Bioactive B Vitamins Are Critical For Promoting Brain Health — Here's Why
So, what if I told you there's a good chance your body can't utilize the B's in your supplement efficiently? Unfortunately, bioavailability isn't considered in many supplement formulas that include B vitamins, even though it should be top priority.
Why you should choose bioactive and methylated B vitamins.
However, when supplements feature B vitamins that are already in their bioactive forms (and for folate and vitamin B12, that means their methylated forms), folks with an MTHFR gene variant are getting nutrients they can readily use in cells and organs throughout their body (yes, including your brain).
And remember, 50% of people have these gene variations but most don't even know it. Since bioavailable B vitamins have no downside for individuals that don't have a variant, it's always a good idea to make sure the B's you're taking are bioactive and ready to go (just in case).
Here's a comprehensive list of the exact bioactive B vitamin forms to look for:
- B1: thiamin mononitrate
- B2: riboflavin-5-phosphate
- B3: niacinamide
- B5: D-calcium pantothenate
- B6: pyridoxal-5-phosphate
- B7: D-biotin
- B9: (6S)-5-methyltetrahydrofolic acid (e.g., as Quatrefolic®)
- B12: methylcobalamin
How methylated B's support whole-body health.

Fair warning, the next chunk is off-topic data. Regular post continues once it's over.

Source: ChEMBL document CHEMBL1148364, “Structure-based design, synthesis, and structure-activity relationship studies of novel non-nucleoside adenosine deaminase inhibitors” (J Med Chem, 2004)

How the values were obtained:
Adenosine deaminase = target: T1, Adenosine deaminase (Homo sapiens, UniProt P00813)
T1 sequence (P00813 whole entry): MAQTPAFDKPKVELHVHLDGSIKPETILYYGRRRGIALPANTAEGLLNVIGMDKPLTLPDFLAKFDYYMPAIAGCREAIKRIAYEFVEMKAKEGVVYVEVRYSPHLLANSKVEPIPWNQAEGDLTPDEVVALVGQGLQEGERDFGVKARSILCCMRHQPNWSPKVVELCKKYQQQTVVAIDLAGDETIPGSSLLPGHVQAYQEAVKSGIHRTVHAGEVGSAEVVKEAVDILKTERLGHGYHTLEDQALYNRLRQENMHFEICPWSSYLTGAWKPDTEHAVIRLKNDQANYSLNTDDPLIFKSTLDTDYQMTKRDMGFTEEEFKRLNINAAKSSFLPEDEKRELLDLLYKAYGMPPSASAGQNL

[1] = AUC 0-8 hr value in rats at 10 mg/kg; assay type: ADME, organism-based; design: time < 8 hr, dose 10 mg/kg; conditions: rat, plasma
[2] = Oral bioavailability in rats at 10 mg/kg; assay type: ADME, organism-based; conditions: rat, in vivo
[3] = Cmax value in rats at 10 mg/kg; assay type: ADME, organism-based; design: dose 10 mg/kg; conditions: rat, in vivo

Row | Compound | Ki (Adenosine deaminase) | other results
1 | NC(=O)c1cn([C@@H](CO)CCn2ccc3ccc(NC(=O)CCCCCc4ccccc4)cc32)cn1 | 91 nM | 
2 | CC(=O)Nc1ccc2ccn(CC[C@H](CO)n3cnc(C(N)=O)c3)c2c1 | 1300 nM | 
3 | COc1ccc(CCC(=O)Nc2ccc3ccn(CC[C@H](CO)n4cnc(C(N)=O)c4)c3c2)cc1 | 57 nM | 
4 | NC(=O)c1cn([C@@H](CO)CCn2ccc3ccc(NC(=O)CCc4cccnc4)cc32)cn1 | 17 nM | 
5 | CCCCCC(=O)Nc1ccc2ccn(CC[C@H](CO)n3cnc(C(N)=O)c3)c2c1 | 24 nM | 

B vitamins are also essential for healthy methylation, and methylation plays a critical role in cognitive health and performance. To support a healthy methylation cycle, central nervous system, and overall well-being, taking a supplement with methylated, bioactive B's—particularly, folate, riboflavin, and vitamins B6 and B12—is a no-brainer.*
Bioactive B vitamins are so important for supporting the methylation cycle, cognitive function, and mental well-being—especially for folks with MTHFR gene variations.*
Morgan Chamberlain is a supplement editor at mindbodygreen. She graduated from Syracuse University with a Bachelor of Science degree in magazine journalism and a minor in nutrition. Chamberlain believes in taking small steps to improve your well-being—whether that means eating more plant-based foods, checking in with a therapist weekly, or spending quality time with your closest friends. When she isn’t typing away furiously at her keyboard, you can find her cooking in the kitchen, hanging outside, or doing a vinyasa flow.